"It must not be a political forum with solely an economic and financial agenda anymore. Creating a social agenda for the G20 is now of utmost importance," said the Nobel laureate at the summit that took place from Monday to Wednesday.
"I had the privilege to participate last year in the presentation to President Sarkozy of France of a report on the social aspects of globalisation, as preparatory work for the French Presidency of G20 in 2011," he said.
Yunus said given the current structural issues in a number of European and other countries, he is convinced that it is even more important that G20 puts a priority on social issues.
He said as Presidency of the G20 will now be held by Mexico, he would like to warmly and personally thank and applaud President Calderon of Mexico for his confirmation that the Mexican Presidency of G20 will definitely carry on moving the agenda forward on the critical task of reducing the inequalities in the globalisation process.
"As 'occupy Wall Street' movements grow in protestation against the dominance of finance over the world's economy and in light of the widely-spread youth unemployment in OECD countries, I propose that “social business” should be brought to the agenda of G20, as one of the concrete and effective solutions to be considered by the countries for immediate implementation so as to guide capitalistic investment towards social value and jobs creation, rather than sheer profit maximisation strategies.”
He believes the G20 group of countries should be enlarged to G25, as he is convinced that poor countries (one from each continent) should have a say in the global agenda which they are part of.
Their problems are inter-related with others, and their proposals of solutions should be considered by the most economically advanced countries in making global decisions.
According to him, a G25 would be a big step toward ensuring that global social issues are raised, and implementation of millennium development goals is fully shared on the global agenda. And finally, because fighting poverty together is the only way to bring long lasting peace in this world.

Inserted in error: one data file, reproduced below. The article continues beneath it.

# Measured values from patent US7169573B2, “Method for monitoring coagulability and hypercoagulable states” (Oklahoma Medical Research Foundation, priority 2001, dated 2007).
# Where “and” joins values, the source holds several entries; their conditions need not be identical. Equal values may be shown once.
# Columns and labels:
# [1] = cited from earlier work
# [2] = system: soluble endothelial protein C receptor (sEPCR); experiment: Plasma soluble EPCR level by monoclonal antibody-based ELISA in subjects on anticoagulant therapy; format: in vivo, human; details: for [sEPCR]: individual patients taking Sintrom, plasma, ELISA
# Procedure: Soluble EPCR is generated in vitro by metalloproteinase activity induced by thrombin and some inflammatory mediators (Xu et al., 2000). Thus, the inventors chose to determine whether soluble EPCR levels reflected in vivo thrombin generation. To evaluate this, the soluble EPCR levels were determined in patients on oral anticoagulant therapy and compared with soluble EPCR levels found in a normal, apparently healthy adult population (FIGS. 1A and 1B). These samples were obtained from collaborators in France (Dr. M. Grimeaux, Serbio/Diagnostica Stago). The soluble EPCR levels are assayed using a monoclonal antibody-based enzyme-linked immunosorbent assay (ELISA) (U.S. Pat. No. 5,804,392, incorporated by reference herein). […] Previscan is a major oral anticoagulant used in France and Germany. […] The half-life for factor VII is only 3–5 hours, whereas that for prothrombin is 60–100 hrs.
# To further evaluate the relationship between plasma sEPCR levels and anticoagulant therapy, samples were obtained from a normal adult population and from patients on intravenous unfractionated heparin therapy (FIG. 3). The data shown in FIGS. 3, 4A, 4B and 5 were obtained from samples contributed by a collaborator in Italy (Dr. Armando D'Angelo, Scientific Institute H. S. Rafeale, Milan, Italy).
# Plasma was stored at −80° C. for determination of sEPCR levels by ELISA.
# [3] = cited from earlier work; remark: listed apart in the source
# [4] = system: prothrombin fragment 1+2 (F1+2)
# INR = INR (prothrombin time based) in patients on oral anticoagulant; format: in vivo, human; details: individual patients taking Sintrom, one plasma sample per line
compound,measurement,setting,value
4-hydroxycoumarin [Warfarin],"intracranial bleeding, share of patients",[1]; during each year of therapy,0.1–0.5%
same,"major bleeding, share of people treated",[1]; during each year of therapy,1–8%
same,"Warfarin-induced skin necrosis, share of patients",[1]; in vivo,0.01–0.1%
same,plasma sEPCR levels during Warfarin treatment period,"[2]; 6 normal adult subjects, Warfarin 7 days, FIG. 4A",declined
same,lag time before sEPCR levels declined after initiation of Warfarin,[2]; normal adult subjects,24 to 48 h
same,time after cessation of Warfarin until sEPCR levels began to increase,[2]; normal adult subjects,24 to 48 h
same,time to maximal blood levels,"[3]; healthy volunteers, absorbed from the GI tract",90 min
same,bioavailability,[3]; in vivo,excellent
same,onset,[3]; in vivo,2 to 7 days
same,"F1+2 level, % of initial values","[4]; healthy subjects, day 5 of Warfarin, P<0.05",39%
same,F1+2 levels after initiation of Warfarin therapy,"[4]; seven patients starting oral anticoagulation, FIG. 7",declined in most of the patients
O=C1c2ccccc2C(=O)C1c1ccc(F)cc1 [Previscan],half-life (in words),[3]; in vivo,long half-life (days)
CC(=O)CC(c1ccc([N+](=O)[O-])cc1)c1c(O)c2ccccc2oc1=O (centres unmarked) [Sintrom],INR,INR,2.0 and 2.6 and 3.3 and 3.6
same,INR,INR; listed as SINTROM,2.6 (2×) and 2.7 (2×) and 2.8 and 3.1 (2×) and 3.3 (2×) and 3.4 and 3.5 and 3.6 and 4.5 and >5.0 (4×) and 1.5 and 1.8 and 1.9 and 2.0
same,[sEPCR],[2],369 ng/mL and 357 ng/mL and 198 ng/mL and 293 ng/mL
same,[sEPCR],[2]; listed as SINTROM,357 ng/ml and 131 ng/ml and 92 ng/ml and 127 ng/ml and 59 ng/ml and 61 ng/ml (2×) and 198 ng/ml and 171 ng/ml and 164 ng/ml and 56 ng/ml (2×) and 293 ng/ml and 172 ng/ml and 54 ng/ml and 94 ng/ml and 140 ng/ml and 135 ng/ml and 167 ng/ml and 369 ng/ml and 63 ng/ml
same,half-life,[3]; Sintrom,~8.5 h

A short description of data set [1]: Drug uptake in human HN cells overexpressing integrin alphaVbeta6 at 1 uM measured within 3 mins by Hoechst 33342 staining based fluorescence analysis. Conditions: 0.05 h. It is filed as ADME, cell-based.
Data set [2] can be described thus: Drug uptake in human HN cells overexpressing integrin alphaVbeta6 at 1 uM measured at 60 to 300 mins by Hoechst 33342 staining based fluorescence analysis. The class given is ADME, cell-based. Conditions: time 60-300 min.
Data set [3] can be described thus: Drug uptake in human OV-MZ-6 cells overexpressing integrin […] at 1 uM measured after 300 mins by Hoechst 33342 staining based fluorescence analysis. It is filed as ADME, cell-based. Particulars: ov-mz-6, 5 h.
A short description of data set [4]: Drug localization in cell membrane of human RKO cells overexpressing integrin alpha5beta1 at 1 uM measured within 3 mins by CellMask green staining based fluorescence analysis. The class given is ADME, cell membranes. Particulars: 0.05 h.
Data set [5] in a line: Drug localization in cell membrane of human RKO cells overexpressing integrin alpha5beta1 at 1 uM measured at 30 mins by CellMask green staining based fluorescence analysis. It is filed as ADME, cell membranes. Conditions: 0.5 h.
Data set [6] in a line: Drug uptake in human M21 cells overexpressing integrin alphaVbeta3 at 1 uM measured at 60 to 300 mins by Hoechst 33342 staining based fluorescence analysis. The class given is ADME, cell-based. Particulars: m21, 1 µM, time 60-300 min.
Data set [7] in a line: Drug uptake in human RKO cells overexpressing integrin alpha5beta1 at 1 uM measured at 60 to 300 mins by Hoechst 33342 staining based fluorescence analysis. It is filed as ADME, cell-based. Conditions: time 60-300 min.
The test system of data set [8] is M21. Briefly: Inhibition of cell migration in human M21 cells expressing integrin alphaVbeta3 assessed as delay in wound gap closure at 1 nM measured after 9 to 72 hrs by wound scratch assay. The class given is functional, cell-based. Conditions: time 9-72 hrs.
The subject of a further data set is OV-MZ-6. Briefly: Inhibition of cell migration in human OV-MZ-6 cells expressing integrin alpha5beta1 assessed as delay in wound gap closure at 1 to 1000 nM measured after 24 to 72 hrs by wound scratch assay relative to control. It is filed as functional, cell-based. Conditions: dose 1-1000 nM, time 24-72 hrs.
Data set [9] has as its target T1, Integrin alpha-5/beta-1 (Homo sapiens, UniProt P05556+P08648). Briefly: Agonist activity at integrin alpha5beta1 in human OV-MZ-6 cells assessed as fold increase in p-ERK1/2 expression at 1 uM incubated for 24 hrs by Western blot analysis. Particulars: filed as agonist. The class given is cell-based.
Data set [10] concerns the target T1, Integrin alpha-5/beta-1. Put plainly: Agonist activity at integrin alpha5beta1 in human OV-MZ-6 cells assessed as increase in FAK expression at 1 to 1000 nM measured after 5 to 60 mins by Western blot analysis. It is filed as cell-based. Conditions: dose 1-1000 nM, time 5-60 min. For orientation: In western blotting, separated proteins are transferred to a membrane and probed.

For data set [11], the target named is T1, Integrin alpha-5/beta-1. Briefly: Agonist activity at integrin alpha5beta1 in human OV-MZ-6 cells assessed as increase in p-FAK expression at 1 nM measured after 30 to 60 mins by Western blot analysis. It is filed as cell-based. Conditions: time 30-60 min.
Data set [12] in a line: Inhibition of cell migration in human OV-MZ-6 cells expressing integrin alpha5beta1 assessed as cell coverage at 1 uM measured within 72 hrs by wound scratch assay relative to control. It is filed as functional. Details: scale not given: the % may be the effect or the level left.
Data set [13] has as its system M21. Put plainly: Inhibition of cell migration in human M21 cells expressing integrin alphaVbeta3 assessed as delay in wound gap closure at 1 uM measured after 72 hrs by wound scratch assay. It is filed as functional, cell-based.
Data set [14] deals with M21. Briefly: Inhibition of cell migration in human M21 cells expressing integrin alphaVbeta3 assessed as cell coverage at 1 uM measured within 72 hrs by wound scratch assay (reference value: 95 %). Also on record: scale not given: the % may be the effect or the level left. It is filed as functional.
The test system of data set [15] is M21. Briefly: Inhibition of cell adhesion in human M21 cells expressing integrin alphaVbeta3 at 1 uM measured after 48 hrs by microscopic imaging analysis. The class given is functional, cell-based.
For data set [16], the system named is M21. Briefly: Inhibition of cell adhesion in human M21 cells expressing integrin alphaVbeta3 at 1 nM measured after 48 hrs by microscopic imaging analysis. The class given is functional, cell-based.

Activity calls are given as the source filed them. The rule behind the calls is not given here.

“I am (an) entrepreneur myself. I started by creating a bank, Grameen Bank, and then moved into a wide number of businesses, all with a social purpose: Grameen Nursing College, Grameen Eyecare Hospitals, Grameen Shakti, etc," he said.
He said microcredit has shown a way to empower women into entrepreneurship. Grameen Bank proved to the world that entrepreneurship is the solution to poverty.
"Building on 30 years of experience, and with now more than eight million borrowers of Grameen Bank, I can say that I have always considered young entrepreneurs to be the most effective solution for the future," Yunus added.
He said G20 YES is a fabulous initiative, gathering so much energy and momentum from all over the world. "Because of their creativity and leadership, provided that they commit to share the value they create, these 400 young entrepreneurs in this room can change the world," the professor added.
He is also a member of the Millennium Development Goals Advocacy Group, advising the secretary general of the United Nations.
The Nobel laureate said this next generation of young people should be handed over the process of the MDGs as soon as possible.
"These goals need to become theirs, in order for them to create the world which they want to live in. Surely entrepreneurs have a key role to play in fulfilling MDGs, if they are committed to the social value created by their companies, and social business can be part of the solutions."…
arised this history of where man's journey with economics had reached - as the 1976 Xmas day survey of Entrepreneurial Revolution was soon to declare- as we anticipate globalisation and net generation as the most innovative worldwid movements ever to involve a single generation of our planet, all we know for sure is the 20th century's biggest organisational systems cannot sustain the human race of the 21st Century - 1976 also saw a team of 4 extraordinary entrepreneurial revolutionaries begin the economics curriculum of uniting the human race towards poverty museums -see Grameen MOOC (curriculum 1)